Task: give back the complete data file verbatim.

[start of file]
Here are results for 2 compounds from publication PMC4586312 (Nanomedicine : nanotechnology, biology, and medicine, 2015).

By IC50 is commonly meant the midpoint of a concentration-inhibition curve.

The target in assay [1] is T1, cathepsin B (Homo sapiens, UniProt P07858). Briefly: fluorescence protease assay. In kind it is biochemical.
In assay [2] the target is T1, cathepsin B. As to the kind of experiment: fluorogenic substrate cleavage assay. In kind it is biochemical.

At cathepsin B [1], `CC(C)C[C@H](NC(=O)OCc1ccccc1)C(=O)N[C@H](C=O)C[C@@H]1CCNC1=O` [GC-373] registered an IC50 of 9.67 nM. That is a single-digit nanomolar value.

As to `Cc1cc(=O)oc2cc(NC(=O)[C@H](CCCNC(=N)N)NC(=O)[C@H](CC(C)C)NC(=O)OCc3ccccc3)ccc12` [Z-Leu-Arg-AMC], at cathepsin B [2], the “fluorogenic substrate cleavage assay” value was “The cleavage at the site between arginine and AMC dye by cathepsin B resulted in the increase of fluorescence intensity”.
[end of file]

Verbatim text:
Here are results for 2 compounds from publication PMC4586312 (Nanomedicine : nanotechnology, biology, and medicine, 2015).

By IC50 is commonly meant the midpoint of a concentration-inhibition curve.

The target in assay [1] is T1, cathepsin B (Homo sapiens, UniProt P07858). Briefly: fluorescence protease assay. In kind it is biochemical.
In assay [2] the target is T1, cathepsin B. As to the kind of experiment: fluorogenic substrate cleavage assay. In kind it is biochemical.

At cathepsin B [1], `CC(C)C[C@H](NC(=O)OCc1ccccc1)C(=O)N[C@H](C=O)C[C@@H]1CCNC1=O` [GC-373] registered an IC50 of 9.67 nM. That is a single-digit nanomolar value.

As to `Cc1cc(=O)oc2cc(NC(=O)[C@H](CCCNC(=N)N)NC(=O)[C@H](CC(C)C)NC(=O)OCc3ccccc3)ccc12` [Z-Leu-Arg-AMC], at cathepsin B [2], the “fluorogenic substrate cleavage assay” value was “The cleavage at the site between arginine and AMC dye by cathepsin B resulted in the increase of fluorescence intensity”.